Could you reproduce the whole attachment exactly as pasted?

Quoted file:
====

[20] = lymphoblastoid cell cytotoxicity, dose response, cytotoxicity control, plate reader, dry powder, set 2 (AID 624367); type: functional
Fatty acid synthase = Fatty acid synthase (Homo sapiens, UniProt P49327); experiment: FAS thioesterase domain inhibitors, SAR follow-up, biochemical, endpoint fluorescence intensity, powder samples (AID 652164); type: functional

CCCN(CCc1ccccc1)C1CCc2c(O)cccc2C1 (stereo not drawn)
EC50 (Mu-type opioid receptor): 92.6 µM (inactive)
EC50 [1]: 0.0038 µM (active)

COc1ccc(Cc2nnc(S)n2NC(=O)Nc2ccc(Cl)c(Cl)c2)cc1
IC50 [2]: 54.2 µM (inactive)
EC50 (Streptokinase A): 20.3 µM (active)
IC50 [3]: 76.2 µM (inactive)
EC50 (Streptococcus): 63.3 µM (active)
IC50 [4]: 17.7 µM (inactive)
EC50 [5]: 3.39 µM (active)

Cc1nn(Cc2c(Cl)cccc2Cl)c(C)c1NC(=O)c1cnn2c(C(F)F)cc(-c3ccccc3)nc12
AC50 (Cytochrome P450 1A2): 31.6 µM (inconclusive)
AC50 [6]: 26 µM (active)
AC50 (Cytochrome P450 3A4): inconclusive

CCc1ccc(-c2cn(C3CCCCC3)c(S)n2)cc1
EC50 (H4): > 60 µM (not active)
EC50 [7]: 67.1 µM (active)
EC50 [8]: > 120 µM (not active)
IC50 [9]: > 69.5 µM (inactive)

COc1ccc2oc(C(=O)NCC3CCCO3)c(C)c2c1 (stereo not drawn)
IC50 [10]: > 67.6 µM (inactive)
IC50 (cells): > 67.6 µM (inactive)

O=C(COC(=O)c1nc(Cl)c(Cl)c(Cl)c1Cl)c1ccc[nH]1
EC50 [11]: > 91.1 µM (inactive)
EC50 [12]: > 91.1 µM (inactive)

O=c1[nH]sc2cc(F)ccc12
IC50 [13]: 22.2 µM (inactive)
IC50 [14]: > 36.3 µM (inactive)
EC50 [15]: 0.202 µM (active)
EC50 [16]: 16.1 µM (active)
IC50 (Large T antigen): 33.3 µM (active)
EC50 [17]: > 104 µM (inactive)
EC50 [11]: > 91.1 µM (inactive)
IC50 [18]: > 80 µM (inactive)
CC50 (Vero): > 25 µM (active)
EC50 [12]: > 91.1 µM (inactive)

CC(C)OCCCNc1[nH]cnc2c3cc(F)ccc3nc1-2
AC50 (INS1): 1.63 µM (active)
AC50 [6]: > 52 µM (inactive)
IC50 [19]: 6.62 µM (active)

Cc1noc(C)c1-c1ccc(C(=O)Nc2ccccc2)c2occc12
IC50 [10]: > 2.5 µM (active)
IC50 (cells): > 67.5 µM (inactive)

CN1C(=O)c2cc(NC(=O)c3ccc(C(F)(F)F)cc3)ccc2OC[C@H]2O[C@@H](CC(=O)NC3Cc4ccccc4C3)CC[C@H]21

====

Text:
[20] = lymphoblastoid cell cytotoxicity, dose response, cytotoxicity control, plate reader, dry powder, set 2 (AID 624367); type: functional
Fatty acid synthase = Fatty acid synthase (Homo sapiens, UniProt P49327); experiment: FAS thioesterase domain inhibitors, SAR follow-up, biochemical, endpoint fluorescence intensity, powder samples (AID 652164); type: functional

CCCN(CCc1ccccc1)C1CCc2c(O)cccc2C1 (stereo not drawn)
EC50 (Mu-type opioid receptor): 92.6 µM (inactive)
EC50 [1]: 0.0038 µM (active)

COc1ccc(Cc2nnc(S)n2NC(=O)Nc2ccc(Cl)c(Cl)c2)cc1
IC50 [2]: 54.2 µM (inactive)
EC50 (Streptokinase A): 20.3 µM (active)
IC50 [3]: 76.2 µM (inactive)
EC50 (Streptococcus): 63.3 µM (active)
IC50 [4]: 17.7 µM (inactive)
EC50 [5]: 3.39 µM (active)

Cc1nn(Cc2c(Cl)cccc2Cl)c(C)c1NC(=O)c1cnn2c(C(F)F)cc(-c3ccccc3)nc12
AC50 (Cytochrome P450 1A2): 31.6 µM (inconclusive)
AC50 [6]: 26 µM (active)
AC50 (Cytochrome P450 3A4): inconclusive

CCc1ccc(-c2cn(C3CCCCC3)c(S)n2)cc1
EC50 (H4): > 60 µM (not active)
EC50 [7]: 67.1 µM (active)
EC50 [8]: > 120 µM (not active)
IC50 [9]: > 69.5 µM (inactive)

COc1ccc2oc(C(=O)NCC3CCCO3)c(C)c2c1 (stereo not drawn)
IC50 [10]: > 67.6 µM (inactive)
IC50 (cells): > 67.6 µM (inactive)

O=C(COC(=O)c1nc(Cl)c(Cl)c(Cl)c1Cl)c1ccc[nH]1
EC50 [11]: > 91.1 µM (inactive)
EC50 [12]: > 91.1 µM (inactive)

O=c1[nH]sc2cc(F)ccc12
IC50 [13]: 22.2 µM (inactive)
IC50 [14]: > 36.3 µM (inactive)
EC50 [15]: 0.202 µM (active)
EC50 [16]: 16.1 µM (active)
IC50 (Large T antigen): 33.3 µM (active)
EC50 [17]: > 104 µM (inactive)
EC50 [11]: > 91.1 µM (inactive)
IC50 [18]: > 80 µM (inactive)
CC50 (Vero): > 25 µM (active)
EC50 [12]: > 91.1 µM (inactive)

CC(C)OCCCNc1[nH]cnc2c3cc(F)ccc3nc1-2
AC50 (INS1): 1.63 µM (active)
AC50 [6]: > 52 µM (inactive)
IC50 [19]: 6.62 µM (active)

Cc1noc(C)c1-c1ccc(C(=O)Nc2ccccc2)c2occc12
IC50 [10]: > 2.5 µM (active)
IC50 (cells): > 67.5 µM (inactive)

CN1C(=O)c2cc(NC(=O)c3ccc(C(F)(F)F)cc3)ccc2OC[C@H]2O[C@@H](CC(=O)NC3Cc4ccccc4C3)CC[C@H]21